AUG 08, 2021 1:00 PM PDT

The Surprising Source of Life in the Arctic

WRITTEN BY: Matthew Lundy

According to a new study published in Nature Communications last January, life in the waters of the Arctic Ocean are sustained thanks to the fuel delivered by inlet rivers and coastal erosion. While the significance of nutrient inflow to the Arctic from neighbouring lands and oceans is well established, there has not been much study given specifically to the contributions from land rivers and coastal erosion. The study, titled “Around one third of current Arctic Ocean primary production sustained by rivers and coastal erosion” explores these factors and finds that their input “fuels 28-51% of the current annual Arctic Ocean NPP [net primary production].”

In almost any ecosystem, life finds its source in basic organisms, such as plants or algae, which generate organic compounds from inorganic material, like light and carbon dioxide. This process of generation is called primary production, and almost all life forms depend on it to form the foundation of their food webs. Even if an organism does not depend on primary production directly, it almost assuredly depends on other organisms which do. Any predator-prey food chain will eventually bottom out at an organism which directly depends on primary production.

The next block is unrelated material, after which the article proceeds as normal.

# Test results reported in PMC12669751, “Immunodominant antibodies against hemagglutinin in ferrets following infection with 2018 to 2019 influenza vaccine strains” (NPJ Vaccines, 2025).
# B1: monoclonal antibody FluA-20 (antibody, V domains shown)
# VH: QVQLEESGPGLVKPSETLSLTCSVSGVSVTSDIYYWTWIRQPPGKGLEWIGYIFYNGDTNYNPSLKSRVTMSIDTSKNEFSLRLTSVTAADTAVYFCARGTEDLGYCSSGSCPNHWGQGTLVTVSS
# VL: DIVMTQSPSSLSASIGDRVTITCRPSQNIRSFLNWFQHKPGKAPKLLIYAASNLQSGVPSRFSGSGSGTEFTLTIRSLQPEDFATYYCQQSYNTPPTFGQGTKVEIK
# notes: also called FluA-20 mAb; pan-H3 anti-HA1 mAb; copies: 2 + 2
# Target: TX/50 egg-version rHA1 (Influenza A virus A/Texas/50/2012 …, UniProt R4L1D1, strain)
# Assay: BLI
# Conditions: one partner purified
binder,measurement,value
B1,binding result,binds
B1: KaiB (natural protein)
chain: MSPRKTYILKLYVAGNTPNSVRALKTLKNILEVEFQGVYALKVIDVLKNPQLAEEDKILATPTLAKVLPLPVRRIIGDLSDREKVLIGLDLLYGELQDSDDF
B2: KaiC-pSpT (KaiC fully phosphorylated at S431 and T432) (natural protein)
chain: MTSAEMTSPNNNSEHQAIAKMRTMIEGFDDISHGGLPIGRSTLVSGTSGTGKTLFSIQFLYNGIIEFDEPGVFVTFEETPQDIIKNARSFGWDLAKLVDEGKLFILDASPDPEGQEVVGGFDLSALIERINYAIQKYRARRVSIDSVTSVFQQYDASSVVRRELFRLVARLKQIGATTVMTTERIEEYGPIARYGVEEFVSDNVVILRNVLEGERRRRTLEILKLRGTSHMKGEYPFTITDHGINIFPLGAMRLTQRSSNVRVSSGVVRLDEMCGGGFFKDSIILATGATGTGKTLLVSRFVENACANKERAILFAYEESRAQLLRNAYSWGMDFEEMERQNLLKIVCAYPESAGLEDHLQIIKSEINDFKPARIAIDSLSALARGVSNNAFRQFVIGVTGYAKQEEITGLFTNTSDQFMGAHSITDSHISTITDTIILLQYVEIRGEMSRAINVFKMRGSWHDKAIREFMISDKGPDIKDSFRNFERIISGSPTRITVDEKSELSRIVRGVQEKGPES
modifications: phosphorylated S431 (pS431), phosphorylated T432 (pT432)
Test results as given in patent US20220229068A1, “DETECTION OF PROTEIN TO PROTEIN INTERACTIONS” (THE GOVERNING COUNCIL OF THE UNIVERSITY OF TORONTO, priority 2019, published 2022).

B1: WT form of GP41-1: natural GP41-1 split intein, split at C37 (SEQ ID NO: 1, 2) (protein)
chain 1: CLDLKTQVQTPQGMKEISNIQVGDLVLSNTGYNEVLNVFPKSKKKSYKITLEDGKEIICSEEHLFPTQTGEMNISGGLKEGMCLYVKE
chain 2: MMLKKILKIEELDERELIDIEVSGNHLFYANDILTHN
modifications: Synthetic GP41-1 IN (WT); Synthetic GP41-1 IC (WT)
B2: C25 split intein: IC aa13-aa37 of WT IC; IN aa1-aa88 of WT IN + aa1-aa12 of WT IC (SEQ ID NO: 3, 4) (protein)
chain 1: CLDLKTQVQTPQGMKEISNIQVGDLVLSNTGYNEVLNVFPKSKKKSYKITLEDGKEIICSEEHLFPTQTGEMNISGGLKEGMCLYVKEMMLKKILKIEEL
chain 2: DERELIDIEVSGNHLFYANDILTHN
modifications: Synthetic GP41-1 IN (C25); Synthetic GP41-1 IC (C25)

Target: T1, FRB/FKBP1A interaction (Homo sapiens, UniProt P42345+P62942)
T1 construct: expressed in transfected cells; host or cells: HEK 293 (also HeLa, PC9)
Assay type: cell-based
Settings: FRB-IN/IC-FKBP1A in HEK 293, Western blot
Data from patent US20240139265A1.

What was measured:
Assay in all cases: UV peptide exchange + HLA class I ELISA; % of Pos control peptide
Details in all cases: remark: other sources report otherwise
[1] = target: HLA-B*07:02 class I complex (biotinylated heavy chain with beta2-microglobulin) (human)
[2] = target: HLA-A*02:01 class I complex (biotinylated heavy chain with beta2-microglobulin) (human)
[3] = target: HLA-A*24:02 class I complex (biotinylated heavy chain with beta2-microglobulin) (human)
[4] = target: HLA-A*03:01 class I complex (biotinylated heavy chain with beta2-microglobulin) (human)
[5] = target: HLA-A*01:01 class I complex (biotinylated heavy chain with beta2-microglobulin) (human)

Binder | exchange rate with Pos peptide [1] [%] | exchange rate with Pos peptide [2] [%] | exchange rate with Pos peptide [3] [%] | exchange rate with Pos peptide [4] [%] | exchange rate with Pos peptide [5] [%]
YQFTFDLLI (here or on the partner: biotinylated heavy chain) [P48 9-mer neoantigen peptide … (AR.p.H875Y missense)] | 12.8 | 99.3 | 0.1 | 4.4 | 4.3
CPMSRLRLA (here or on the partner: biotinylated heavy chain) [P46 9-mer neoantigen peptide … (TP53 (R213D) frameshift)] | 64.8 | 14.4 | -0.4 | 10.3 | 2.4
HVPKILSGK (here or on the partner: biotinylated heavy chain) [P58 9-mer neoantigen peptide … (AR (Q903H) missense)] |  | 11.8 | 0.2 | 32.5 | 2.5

The Arctic's iconic polar bear may be a carnivore, but its prey depend on the nutrients delivered by net primary production.

With this understanding in mind, the findings of this study stand out more starkly. It could be that over half of all NPP in the Arctic Ocean is sustained by nutrients primarily from eroding coastal soils and secondarily from rivers. This NPP is estimated to have increased “by 57% between 1998 and 2018 due to warming, sea-ice reduction, and changes in ocean circulation” and is the source of food webs which support notable arctic animals, such as polar bears and walrus. 

Our understanding of and future interaction with Arctic Ocean NPP will have to take into account this newfound importance of land-based inputs. As warming continues and the Arctic becomes more accessible, an understanding of how its food systems evolve is absolutely necessary for anything from conservation to fishery potential. 

 

Article Source: Nature Communications

About the Author
MS in Science Communication, BS in Astrophysics and Philosophy
Science communicator passionate about physics, space, and our, unfortunately, changing climate; exploring the universe through written word and the occasional video.
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